We are using Jenkins. CI is very important. Faster feedback on failures and tests make us quicker to learn what is broken and faster to get things into production, whether fixes or features, to give our contributors and customers what they need.

What profile of individual makes the best systems engineer (assuming automation is key)?

Excessive focusing on automation and tooling is exactly the opposite of what we want. We want mature engineers; it’s their mindset, not their skillset.

I subscribe very much to the thinking here: http://www.kitchensoap.com/2012/10/25/on-being-a-senior-engineer/

Key points:


  1. Being able to write a Bloom Filter in Erlang, or write multi-threaded C in your sleep is insufficient. None of that matters if no one wants to work with you... the degree to which other people want to work with you is a direct indication on how successful you’ll be in your career as an engineer. Be the engineer that everyone wants to work with."

  2. "Mature engineers lift the skills and expertise of those around them."

  3. "In any project, the designers, product managers, operations engineers, developers, and business development folks all have goals and perspectives, and mature engineers realize that those goals and views may be different."

  4. "[Will ask that] [e]ven if it’s technically sound, is it understandable enough for the rest of the organization to operate, troubleshoot, and extend it?”


I think the real skill we want is not automation, but empathy (see: http://chadfowler.com/blog/2014/01/19/empathy/).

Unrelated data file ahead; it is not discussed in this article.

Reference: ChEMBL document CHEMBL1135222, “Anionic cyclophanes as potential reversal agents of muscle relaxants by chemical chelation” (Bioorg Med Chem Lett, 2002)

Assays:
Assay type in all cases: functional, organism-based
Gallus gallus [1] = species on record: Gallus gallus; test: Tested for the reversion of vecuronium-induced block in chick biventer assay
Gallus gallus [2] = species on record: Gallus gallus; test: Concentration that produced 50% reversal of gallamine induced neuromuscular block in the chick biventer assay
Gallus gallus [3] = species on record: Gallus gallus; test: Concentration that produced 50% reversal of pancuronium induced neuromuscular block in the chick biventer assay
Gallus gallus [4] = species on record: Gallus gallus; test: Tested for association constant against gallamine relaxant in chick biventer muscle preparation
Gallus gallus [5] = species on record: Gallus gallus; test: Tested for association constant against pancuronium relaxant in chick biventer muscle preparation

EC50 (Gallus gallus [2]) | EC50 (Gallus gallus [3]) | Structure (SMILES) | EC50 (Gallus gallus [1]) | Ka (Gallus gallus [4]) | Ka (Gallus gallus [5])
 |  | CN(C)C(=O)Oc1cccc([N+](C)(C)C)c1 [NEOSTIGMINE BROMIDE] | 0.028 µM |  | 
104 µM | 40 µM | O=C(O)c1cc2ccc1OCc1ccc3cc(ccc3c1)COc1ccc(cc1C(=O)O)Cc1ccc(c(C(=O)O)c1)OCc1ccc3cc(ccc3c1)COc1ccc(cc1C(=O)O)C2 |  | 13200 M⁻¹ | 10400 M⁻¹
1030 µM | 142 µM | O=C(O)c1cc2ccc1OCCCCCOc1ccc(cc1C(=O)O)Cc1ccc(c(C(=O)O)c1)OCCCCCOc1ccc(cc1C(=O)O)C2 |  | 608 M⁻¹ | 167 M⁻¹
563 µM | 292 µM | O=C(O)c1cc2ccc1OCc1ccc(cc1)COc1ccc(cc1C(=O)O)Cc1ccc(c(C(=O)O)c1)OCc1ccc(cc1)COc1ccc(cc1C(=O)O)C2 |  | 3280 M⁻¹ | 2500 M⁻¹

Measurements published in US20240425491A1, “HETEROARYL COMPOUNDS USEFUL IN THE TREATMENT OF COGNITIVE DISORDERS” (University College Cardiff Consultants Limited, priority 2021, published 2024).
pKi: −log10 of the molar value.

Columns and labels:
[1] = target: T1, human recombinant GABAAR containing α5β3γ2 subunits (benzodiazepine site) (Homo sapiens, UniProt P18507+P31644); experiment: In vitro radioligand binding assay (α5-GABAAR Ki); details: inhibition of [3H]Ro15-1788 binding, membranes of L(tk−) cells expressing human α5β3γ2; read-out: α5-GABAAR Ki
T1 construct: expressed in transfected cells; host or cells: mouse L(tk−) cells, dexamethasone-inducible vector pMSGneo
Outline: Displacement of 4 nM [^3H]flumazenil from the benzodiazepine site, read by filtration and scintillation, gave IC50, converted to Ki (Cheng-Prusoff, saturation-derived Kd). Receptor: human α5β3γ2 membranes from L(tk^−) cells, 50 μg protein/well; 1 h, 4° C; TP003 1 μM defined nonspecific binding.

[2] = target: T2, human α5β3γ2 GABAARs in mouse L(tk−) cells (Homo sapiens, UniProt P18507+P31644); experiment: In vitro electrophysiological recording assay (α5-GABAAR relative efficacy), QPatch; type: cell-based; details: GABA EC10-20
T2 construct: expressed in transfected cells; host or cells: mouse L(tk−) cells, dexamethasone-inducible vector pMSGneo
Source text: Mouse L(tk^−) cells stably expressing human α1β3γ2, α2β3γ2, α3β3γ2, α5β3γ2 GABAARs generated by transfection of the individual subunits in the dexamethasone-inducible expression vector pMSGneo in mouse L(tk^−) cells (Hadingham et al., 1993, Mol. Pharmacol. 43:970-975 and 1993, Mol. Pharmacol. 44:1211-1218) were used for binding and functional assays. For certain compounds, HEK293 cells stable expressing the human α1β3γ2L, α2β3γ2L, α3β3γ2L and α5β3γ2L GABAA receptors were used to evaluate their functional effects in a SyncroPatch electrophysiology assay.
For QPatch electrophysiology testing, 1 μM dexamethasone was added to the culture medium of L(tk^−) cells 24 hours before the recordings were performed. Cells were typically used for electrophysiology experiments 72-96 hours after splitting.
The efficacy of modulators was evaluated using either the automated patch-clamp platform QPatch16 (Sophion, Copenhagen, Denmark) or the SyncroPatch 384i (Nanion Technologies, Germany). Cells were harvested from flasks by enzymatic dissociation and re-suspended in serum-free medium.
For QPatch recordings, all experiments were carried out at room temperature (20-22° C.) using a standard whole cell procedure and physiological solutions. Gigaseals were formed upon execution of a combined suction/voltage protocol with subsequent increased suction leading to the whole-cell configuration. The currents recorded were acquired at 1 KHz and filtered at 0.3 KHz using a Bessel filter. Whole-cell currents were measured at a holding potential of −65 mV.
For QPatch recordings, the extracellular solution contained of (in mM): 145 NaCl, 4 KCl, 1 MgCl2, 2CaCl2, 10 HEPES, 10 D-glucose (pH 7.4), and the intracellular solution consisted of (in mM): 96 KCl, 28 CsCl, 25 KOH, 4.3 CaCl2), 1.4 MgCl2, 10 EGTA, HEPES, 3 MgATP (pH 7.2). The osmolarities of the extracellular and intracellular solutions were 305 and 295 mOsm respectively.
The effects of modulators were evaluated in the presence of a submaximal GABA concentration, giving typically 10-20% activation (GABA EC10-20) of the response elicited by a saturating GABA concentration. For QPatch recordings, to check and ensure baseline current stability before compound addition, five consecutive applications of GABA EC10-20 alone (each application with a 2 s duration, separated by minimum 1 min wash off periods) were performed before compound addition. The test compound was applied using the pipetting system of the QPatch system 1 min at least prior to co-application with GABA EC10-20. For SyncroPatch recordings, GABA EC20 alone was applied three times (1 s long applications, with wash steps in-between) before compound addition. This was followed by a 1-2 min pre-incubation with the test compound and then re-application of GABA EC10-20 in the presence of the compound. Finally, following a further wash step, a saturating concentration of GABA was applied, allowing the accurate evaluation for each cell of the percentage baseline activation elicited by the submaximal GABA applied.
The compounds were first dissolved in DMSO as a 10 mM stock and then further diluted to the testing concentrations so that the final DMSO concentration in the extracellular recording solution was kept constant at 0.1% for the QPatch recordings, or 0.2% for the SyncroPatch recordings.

What tools/training do you suggest a more traditional systems administrator acquire in order keep his/her skills relevant (assuming systems automation will increasingly become the norm)?

A starting skillset would be your normal sysadmin skills, plus some basic scripting and ability to articulate how the web works (describe, step by step, what happens when you point your browser to shutterstock.com). Beyond that, the problems we face and solutions we need to employ change rapidly. An engineer's ability to rapidly assess needs, acquire knowledge, and make that knowledge applicable is the measure of how successful they will be. Moreover, the ability to pivot off of that approach or technology and try another paradigm is paramount. Sort of the Bruce Lee, “no way as way” approach. Be like water. I think those who wish to transition from more traditional sysadmin roles focus on becoming a mature engineer, as stated above, and on their google-fu. Attitude and approach are the biggest things; skills and technologies can be learned.

Which engineering teams/individuals do you watch for cutting-edge tips, tools, and architectures when it comes to systems automation?


Who to follow on Twitter:

  • Andrew Clay Shafer: @littleidea

  • Jez Humble: @jezhumble

  • Mark Imbriaco: @markimbriaco

  • Theo Schlossnagle: @postwait

  • @devopsdays